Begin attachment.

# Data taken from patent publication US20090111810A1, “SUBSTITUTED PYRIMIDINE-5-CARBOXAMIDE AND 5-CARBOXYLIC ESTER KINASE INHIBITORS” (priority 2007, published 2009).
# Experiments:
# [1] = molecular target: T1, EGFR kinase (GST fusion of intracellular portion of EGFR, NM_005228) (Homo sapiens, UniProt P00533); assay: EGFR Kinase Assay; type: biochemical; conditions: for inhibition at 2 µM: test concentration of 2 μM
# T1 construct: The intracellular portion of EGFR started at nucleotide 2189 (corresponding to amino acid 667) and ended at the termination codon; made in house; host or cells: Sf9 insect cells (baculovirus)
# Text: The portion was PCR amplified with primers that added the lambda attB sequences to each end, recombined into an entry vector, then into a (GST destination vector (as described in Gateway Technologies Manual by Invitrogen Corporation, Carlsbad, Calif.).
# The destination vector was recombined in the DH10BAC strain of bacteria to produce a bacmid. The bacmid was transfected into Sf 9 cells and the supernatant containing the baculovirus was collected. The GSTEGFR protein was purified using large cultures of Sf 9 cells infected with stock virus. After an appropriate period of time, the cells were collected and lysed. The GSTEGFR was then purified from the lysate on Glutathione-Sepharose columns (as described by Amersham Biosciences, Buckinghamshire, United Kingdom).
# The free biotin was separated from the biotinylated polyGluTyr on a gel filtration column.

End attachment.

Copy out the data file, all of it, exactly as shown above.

# Data taken from patent publication US20090111810A1, “SUBSTITUTED PYRIMIDINE-5-CARBOXAMIDE AND 5-CARBOXYLIC ESTER KINASE INHIBITORS” (priority 2007, published 2009).
# Experiments:
# [1] = molecular target: T1, EGFR kinase (GST fusion of intracellular portion of EGFR, NM_005228) (Homo sapiens, UniProt P00533); assay: EGFR Kinase Assay; type: biochemical; conditions: for inhibition at 2 µM: test concentration of 2 μM
# T1 construct: The intracellular portion of EGFR started at nucleotide 2189 (corresponding to amino acid 667) and ended at the termination codon; made in house; host or cells: Sf9 insect cells (baculovirus)
# Text: The portion was PCR amplified with primers that added the lambda attB sequences to each end, recombined into an entry vector, then into a (GST destination vector (as described in Gateway Technologies Manual by Invitrogen Corporation, Carlsbad, Calif.).
# The destination vector was recombined in the DH10BAC strain of bacteria to produce a bacmid. The bacmid was transfected into Sf 9 cells and the supernatant containing the baculovirus was collected. The GSTEGFR protein was purified using large cultures of Sf 9 cells infected with stock virus. After an appropriate period of time, the cells were collected and lysed. The GSTEGFR was then purified from the lysate on Glutathione-Sepharose columns (as described by Amersham Biosciences, Buckinghamshire, United Kingdom).
# The free biotin was separated from the biotinylated polyGluTyr on a gel filtration column.